We also found lots of acorns, which not surprising given the number of Oak trees in the wood. Many of them were germinating - the acorn sprouting roots and shoots, beginning to grow into an Oak. There were two sites in the wood where we found lots of acorns and hazel nuts that had been eaten, probably by a Grey Squirrel. It was interesting that whoever had eaten the acorns, they had chosen a specific place in the wood to eat them.

Germinating acorns - Deep Cliff Wood, 16th November 2013

Who's been eating eating these acorns?

We finished the event with a fascinating and challenging tree quiz: matching the fruits (such as conkers, acorns, haws and rowan berries), with the leaves from the corresponding trees. Tricky, but lots of fun. Well done everyone who took part - we all learnt a lot of new facts about trees.

 Quiz time!

Friday, 4 October 2013

Fungi Foray at St Ives, Bingley - Sunday 13th October

We had an excellent fungal foray in St Ives Estate on Sunday 13th October. The weather was perfect for fungi... because it was damp! But that didn’t put off a large group of us eager to see what fungi we could uncover.

For fungal expertise we welcomed back Bob Taylor of the Sports Turf Research Institute at St Ives. Before setting off, Bob took a few minutes to share his enthusiasm for the natural world and to ‘raise the veil’ on the basics of mycology – the study of fungi.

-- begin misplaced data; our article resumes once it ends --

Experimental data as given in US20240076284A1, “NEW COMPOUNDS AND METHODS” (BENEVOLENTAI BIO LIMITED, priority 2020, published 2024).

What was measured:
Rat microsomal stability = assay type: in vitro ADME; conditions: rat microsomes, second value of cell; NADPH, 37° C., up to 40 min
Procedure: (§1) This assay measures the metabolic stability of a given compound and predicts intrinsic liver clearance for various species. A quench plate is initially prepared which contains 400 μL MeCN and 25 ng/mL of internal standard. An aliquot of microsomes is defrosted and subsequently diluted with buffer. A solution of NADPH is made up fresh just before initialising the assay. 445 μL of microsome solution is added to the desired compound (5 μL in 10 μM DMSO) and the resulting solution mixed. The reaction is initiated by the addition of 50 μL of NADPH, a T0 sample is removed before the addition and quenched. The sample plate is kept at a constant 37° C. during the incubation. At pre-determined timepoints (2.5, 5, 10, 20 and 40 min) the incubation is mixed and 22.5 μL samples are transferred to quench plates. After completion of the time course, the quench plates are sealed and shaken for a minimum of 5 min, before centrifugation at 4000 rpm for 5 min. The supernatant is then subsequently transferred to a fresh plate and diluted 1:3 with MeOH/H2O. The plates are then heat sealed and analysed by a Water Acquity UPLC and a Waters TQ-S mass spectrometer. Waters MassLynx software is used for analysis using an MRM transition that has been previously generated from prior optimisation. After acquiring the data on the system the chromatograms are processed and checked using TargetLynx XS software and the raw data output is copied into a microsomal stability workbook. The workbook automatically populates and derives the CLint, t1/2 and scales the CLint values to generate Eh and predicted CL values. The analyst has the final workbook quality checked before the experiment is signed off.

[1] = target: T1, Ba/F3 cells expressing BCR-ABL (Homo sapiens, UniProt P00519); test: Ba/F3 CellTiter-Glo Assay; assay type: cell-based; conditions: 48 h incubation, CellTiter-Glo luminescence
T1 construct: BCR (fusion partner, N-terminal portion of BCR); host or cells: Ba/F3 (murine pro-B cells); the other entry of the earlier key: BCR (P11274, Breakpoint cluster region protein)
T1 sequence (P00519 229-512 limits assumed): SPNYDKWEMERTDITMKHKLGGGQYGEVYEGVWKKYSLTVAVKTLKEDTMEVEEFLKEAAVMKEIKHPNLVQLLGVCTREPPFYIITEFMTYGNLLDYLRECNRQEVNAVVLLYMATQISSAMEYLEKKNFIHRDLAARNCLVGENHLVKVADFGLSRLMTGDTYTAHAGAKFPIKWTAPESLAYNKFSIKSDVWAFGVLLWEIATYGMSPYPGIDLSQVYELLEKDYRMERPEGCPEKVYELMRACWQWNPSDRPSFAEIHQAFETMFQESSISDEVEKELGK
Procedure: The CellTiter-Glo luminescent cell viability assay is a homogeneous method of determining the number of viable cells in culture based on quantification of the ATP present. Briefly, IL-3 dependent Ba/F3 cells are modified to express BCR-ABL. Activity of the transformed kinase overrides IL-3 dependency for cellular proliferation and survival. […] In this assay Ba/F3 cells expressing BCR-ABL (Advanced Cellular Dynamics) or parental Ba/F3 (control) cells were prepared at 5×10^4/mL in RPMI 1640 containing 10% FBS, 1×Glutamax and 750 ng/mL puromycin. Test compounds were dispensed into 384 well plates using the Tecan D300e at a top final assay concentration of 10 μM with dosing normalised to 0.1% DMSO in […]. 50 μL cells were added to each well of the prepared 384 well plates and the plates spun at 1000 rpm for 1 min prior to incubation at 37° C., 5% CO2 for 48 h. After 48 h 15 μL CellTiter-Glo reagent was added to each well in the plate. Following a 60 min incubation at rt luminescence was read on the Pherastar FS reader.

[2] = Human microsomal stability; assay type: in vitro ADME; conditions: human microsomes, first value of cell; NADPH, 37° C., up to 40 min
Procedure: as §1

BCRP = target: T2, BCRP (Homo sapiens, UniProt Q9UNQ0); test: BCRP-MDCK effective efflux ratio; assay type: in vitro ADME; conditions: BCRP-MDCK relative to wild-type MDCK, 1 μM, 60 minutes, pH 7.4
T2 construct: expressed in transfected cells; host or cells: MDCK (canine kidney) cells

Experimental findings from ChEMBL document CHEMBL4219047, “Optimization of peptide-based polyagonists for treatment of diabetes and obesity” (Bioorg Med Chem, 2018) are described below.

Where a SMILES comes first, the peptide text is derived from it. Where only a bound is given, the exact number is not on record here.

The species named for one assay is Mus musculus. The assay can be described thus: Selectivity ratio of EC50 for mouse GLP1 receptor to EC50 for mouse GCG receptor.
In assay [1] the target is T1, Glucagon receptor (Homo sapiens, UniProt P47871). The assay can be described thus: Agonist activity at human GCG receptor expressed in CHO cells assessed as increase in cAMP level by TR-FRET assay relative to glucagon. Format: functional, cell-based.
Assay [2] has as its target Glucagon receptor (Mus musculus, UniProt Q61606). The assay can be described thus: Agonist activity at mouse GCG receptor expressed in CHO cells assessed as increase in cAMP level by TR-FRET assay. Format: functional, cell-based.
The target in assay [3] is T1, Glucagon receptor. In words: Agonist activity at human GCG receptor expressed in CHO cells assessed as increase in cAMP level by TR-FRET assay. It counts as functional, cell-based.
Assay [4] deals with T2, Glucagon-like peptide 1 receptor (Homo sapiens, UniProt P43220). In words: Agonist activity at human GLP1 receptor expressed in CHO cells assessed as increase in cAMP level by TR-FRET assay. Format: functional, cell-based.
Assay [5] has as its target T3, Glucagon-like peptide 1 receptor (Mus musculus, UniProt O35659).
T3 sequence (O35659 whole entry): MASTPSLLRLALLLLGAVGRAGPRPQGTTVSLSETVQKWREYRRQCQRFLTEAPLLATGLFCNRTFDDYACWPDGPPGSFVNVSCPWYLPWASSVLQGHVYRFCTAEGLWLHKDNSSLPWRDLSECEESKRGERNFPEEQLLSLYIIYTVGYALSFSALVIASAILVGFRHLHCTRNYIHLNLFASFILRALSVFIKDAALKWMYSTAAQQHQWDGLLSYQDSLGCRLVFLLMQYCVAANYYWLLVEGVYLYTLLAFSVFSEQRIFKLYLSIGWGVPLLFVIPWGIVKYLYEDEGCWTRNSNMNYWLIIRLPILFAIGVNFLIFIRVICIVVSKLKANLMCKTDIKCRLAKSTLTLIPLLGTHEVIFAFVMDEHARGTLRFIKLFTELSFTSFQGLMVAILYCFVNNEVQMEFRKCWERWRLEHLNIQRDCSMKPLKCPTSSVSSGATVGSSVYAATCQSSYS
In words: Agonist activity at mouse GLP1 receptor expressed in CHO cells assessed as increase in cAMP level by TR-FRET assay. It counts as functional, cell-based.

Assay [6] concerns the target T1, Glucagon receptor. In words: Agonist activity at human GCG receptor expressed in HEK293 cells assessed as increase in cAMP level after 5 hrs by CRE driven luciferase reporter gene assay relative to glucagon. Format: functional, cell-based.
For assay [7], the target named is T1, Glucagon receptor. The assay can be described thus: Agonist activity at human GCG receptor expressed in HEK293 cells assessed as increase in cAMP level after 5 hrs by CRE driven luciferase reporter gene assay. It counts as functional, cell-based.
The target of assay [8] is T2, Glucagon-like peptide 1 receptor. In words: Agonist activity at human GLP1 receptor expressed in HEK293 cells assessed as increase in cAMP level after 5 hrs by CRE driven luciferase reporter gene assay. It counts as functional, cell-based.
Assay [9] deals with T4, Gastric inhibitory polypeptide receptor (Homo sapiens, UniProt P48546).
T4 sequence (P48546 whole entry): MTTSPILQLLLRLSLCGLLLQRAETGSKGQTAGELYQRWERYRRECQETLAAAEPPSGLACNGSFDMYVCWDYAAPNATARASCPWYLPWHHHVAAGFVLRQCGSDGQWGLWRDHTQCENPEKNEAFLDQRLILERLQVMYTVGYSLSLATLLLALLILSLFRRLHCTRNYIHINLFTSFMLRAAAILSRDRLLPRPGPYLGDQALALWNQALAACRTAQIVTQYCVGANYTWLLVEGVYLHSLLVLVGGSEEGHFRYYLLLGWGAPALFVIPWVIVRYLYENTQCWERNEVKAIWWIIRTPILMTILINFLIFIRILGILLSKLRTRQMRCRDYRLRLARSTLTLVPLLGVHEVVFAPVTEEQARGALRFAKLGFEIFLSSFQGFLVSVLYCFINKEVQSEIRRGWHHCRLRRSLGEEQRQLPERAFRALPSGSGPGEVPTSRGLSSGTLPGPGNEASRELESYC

We learned that fungi are an essential part of the natural process that breaks down fallen leaves and wood to release their nutrients back into the soil. We also learnt that many fungi have close associations with particular trees. Some fungi, called mycorrhizal fungi, work together with plants, with each giving the other access to their ‘food’ - this kind of cooperation is called symbiosis.

 Mushroom - Visual Dictionary - Copyright © 2005-2011 - All rights reserved.

 Bob explains how to identify fungi

In preparation for us starting our hunt, Bob showed us the different parts of a mushroom. which would help us identify them. Experts say that there are up to 15,000 known species of fungus in the UK, but many more remain unknown to science. Bob also showed us how to carefully pick fungi i a way that causes the least damage. Then it was off into the woods!

The first fungus was spotted at our feet, before we had even moved! That set a trend, and the group ferried fungi to Bob for identification in a constant cycle. We all quickly learned to identify Honey Fungus, Earth Balls, Fairies Bonnets, coconut-scented Milk Caps and the “classic Gnome’s companion” Fly Agaric. Fortunately Bob was on-hand to advise us with the more exotic finds, like the radish-scented, red parasol fungi called The Deceiver, a tiny sooty-grey and black club-fungus called Candle Snuff, and a startlingly bright orange finger fungus called Yellow Antler. We also found a rare club fungus, called the Pipe Club (Clavariadelphus fistulosus), which Bob took home to identify. 

What we didn’t do was get very far – there were too many fungi at every step – in the grass, on tree stumps, in the leaves and even some growing on other fungi!

Candle Snuff fungus (Xylaria hypoxylon)

The rare Pipe Club fungus (Clavariadelphus fistulosus) - found by an Airedale Otter!

A fungus growing on another fungus (with some moss too)

 Honey Fungus (Armillaria sp.)

Honey Fungus growing on an Oak tree

Purple Jelly fungus (Ascocoryne sarcoides)

Bob also fixed a few parasol mushrooms on to card for people to take away. These can be left overnight, allowing many of the tiny spores to fall out of the mushroom’s gills and build up lines of colour on the card, leaving a ‘spore print’ (which can be ‘fixed’ with hairspray of artists' fixative).